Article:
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The Syrian Orthodox Church

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The Syrian Orthodox Church

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The Syrian Orthodox Church is one of the oldest Christian churches related to the Church of Antioch that was established as the second Christian church after the Church of Jerusalem. Antioch is a city located in southeastern Turkey. However, at the time of Christ, Antioch was the capital of the Roman province of Syria. People spoke Syriac, a dialect of Aramaic, the language spoken by Jesus. Aramaic is still the language used for worship. The New Testament says that it was in Antioch that the followers of Jesus, the Apostles, were called Christians, "the disciples were first called Christians in Antioch". (Acts 11:26). Thousand of years later, and despite many percussions and isolation, the Syrian Orthodox Church is still surviving in a very troubled region, the Middle East. Today, you will find Syrian Orthodox Christians in Turkey, Syria, Jordan, Iraq, Lebanon, Egypt, Palestine, but also in India, North and South America, Europe and Australia. However, due to the conflicts in Iraq, Palestine and Lebanon, many families are fleeing the region.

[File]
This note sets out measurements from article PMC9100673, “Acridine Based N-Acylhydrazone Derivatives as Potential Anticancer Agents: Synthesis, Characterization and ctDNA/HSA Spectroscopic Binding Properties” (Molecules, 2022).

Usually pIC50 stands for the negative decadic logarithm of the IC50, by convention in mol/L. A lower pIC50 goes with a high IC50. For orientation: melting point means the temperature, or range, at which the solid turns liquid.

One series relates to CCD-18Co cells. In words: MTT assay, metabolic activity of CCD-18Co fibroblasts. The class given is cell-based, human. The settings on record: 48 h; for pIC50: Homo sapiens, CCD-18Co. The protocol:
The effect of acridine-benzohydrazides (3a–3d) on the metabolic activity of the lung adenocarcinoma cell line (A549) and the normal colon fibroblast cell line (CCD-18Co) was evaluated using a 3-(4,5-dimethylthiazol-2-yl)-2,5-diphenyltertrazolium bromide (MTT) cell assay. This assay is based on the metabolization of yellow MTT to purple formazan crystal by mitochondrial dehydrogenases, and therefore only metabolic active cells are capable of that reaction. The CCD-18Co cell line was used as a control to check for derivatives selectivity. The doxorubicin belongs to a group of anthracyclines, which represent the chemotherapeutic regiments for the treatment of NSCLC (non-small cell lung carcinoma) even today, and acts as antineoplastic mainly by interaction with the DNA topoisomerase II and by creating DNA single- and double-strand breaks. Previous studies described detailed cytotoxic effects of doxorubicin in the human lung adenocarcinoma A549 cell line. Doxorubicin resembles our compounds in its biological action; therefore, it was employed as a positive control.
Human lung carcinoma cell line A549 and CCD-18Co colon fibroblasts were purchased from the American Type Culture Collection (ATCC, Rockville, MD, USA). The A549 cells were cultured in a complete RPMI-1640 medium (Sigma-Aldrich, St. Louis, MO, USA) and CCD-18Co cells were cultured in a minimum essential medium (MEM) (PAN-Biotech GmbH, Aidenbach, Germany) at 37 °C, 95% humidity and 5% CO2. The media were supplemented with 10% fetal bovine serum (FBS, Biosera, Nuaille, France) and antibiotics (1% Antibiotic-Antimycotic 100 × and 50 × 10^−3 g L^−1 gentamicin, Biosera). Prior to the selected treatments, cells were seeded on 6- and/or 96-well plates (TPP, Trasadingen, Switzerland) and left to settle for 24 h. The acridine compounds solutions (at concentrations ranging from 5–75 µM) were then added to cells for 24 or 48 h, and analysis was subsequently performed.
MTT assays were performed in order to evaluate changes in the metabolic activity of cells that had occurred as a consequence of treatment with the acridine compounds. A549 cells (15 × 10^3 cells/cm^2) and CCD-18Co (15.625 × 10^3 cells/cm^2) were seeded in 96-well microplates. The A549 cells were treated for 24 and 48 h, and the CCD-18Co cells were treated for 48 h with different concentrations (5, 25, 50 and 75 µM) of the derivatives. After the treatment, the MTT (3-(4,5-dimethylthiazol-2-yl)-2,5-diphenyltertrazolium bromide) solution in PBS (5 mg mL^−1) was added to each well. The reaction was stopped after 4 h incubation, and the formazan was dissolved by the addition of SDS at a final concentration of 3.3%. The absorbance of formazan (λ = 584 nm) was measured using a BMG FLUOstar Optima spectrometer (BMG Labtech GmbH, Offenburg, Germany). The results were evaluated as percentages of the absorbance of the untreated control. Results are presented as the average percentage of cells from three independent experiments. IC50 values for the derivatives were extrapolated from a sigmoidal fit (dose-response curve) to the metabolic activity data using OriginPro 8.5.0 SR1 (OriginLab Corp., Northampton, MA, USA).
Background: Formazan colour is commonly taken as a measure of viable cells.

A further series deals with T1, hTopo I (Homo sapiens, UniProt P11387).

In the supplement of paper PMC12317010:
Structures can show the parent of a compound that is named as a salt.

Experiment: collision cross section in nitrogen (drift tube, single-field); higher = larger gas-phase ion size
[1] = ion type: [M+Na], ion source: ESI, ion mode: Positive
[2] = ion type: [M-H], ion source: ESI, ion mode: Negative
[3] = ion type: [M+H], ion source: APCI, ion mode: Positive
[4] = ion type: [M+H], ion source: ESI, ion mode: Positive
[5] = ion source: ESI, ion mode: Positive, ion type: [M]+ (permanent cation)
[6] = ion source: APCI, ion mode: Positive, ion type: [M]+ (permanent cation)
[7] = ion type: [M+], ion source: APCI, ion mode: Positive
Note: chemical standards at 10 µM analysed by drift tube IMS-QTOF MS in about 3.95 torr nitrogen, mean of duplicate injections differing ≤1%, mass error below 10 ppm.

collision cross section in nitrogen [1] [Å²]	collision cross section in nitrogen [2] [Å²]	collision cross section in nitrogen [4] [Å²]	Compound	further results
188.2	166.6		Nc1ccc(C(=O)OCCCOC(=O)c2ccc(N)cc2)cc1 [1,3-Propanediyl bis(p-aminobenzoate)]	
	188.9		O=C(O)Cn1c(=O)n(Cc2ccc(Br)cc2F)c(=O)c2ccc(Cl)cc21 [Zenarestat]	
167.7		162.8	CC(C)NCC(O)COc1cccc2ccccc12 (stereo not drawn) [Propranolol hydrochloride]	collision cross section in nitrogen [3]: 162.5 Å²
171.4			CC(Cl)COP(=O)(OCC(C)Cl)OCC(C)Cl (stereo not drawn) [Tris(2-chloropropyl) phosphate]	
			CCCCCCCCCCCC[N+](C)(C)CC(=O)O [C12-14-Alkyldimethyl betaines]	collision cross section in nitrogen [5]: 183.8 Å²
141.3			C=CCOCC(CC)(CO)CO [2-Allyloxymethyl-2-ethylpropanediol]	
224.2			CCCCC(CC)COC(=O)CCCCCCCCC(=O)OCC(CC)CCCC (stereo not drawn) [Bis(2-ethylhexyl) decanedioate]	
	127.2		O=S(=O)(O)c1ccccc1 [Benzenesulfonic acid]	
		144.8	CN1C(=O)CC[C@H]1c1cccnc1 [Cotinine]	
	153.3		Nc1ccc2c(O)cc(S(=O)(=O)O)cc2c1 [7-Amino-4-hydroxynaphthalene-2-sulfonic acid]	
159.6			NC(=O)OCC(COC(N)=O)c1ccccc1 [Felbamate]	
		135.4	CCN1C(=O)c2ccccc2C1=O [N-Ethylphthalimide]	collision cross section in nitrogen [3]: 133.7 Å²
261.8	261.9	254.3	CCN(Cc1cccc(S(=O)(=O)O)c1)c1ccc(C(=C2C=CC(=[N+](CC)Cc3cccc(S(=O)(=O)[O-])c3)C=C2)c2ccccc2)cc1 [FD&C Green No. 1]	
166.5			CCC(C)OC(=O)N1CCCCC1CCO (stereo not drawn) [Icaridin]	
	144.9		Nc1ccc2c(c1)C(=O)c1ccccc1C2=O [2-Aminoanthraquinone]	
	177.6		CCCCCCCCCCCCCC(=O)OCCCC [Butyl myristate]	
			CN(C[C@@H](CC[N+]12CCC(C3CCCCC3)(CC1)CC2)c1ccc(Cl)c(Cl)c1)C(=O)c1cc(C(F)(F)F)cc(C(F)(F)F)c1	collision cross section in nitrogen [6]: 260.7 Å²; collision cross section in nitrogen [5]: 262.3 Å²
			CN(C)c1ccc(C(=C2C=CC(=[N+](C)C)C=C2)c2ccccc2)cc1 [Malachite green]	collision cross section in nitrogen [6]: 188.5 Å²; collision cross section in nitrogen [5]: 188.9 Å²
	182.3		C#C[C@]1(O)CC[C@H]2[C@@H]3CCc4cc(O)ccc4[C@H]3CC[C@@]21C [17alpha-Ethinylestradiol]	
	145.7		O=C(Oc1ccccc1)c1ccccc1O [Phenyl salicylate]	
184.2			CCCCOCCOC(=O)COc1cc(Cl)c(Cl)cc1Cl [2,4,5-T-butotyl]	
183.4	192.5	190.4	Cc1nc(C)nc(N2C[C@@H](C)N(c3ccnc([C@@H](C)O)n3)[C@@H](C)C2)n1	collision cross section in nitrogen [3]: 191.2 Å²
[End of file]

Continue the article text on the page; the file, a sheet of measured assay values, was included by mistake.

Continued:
The Syrian Orthodox Church claims its birth from the very early days of christianism. The church was established in Antioch by St. Peter, head of the Apostles, who is considered to be the first patriarch of the "Holy Universal Church". The successive patriarchs, also called bishops, of Antioch were recognized as heads of Christianity like the Roman and Byzantine patriarchs. Everything was going well until the Council of Chalcedon in AD 451 when the Syrian Orthodox Church separated itself from the Byzantine Church of Constantinople and the Latin Church of Rome because of a different view on the definition of the Faith of the Universal Church. The Byzantine and Roman Churches declared that "there are two natures and two persons in Christ, therefore, He is two Christ, One is Son of God, and the other is Son of man, One that Mary did not give birth to an incarnate God, but to a pure human who is Jesus Christ". The Syrian...